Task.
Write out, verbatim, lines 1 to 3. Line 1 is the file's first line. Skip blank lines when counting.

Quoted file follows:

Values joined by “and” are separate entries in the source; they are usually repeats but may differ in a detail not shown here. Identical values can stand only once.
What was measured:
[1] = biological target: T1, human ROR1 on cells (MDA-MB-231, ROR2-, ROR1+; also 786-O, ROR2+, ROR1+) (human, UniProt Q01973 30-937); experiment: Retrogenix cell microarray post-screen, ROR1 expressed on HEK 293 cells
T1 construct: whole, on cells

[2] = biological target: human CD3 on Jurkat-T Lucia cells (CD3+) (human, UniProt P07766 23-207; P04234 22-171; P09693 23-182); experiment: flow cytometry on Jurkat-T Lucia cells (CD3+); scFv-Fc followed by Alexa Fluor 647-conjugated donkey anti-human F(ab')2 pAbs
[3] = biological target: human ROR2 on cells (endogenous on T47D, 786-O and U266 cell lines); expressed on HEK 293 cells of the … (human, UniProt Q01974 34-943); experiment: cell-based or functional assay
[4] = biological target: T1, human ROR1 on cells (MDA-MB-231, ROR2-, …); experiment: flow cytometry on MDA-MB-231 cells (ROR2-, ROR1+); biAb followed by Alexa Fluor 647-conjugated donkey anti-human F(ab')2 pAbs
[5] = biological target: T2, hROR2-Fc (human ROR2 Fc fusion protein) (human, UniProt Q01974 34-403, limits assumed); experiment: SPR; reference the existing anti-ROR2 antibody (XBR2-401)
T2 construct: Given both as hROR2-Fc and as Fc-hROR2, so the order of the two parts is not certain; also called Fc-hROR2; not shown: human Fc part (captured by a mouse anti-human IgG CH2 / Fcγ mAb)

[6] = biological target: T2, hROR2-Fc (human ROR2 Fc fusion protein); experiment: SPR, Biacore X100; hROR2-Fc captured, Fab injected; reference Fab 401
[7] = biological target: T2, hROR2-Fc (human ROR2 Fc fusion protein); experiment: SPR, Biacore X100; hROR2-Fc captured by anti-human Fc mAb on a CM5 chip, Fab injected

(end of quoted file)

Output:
Values joined by “and” are separate entries in the source; they are usually repeats but may differ in a detail not shown here. Identical values can stand only once.
What was measured:
[1] = biological target: T1, human ROR1 on cells (MDA-MB-231, ROR2-, ROR1+; also 786-O, ROR2+, ROR1+) (human, UniProt Q01973 30-937); experiment: Retrogenix cell microarray post-screen, ROR1 expressed on HEK 293 cells